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Friday, October 23, 2020

Covid positivity rate on the rise in Mumbai

Earlier this month, BMC had set up 250 more intensive care unit (ICU) beds to cater to the rising load of critical patients. Mumbai has 1,917 ICUs and 1,128 ventilators for Covid-19 patients.

Written by Tabassum Barnagarwala | Mumbai | Updated: September 30, 2020 1:17:46 pm
Covid positivity rate on the rise in MumbaiHealth workers testing people for coronavirus in Mumbai (Express Photo by Amit Chakravarty)

With over 2,000 new Covid-19 cases being reported every day, Mumbai’s positivity rate is again on the rise, with senior BMC officials attributing it to the reopening of economic activities and movement of people across the state.

Month-wise data shows the city’s positivity rate – the number of people testing positive against the total number of tests being conducted in a month – showed an “optimistic decline” from 18.3 per cent in June to 17.9 per cent in July and to 14 per cent in August, but in September it climbed back to 17 per cent. Even the number of cases, which witnessed a slide from June to August, saw a rise this month. Mumbai recorded 55,096 cases from September 1 to September 28 – a rise from 31,521 cases in August and 36,626 in July.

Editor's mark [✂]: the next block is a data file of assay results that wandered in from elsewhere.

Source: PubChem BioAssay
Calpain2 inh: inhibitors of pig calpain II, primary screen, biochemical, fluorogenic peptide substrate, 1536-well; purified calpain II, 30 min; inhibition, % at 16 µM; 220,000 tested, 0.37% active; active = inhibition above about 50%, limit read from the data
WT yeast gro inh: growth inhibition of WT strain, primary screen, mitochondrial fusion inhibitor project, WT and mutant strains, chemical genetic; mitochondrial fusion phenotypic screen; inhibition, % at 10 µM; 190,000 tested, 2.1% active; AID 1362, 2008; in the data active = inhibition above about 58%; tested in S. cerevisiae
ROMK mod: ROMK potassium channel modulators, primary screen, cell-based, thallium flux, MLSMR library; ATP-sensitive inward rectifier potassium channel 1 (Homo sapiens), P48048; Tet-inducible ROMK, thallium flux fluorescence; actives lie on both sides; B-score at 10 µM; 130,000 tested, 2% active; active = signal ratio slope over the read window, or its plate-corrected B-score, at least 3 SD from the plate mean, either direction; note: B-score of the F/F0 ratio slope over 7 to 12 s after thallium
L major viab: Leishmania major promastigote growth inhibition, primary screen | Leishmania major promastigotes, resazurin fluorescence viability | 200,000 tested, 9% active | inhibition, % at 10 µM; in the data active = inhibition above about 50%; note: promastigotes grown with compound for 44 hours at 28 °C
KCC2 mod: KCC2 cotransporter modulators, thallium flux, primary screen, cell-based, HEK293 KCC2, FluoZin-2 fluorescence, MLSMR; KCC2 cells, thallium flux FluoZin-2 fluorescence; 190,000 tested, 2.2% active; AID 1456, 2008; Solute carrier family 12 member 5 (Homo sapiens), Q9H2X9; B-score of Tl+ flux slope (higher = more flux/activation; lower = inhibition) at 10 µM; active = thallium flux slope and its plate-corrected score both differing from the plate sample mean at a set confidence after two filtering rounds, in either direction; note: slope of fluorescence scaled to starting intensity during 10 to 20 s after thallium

“Even when the number of cases started reducing in July and August, daily new cases hardly went below the 1,000 mark. Now, we are witnessing over 2,000 new cases every day. This trend will take some time to come under control,” said Additional Municipal Commissioner Suresh Kakani.

Earlier this month, BMC had set up 250 more intensive care unit (ICU) beds to cater to the rising load of critical patients. Mumbai has 1,917 ICUs and 1,128 ventilators for Covid-19 patients.

Another indicator of rising cases is the weekly case growth rate, which rose from 0.87 per cent in the last week of August to 1.04 per cent last week.

Kakani said many people who followed strict home quarantine during lockdown have started venturing out, increasing the risk of exposure.

“It is unclear whether anti-bodies against the virus remain in an exposed person for only two to three months. Also, the second sero survey indicates that the sero prevalence has not much changed in slum areas,” he added.

In the first sero survey conducted July, 57 per cent of the slum population and 16 per cent non-slum population were found exposed to Covid-19. In the second round conducted in August, a rise is sero-prevalence was noted in non-slums areas, but not in slums.

State Health Secretary Dr Pradeep Vyas said, “Wearing mask is the best precaution, the norm is being flouted commonly in Mumbai.”

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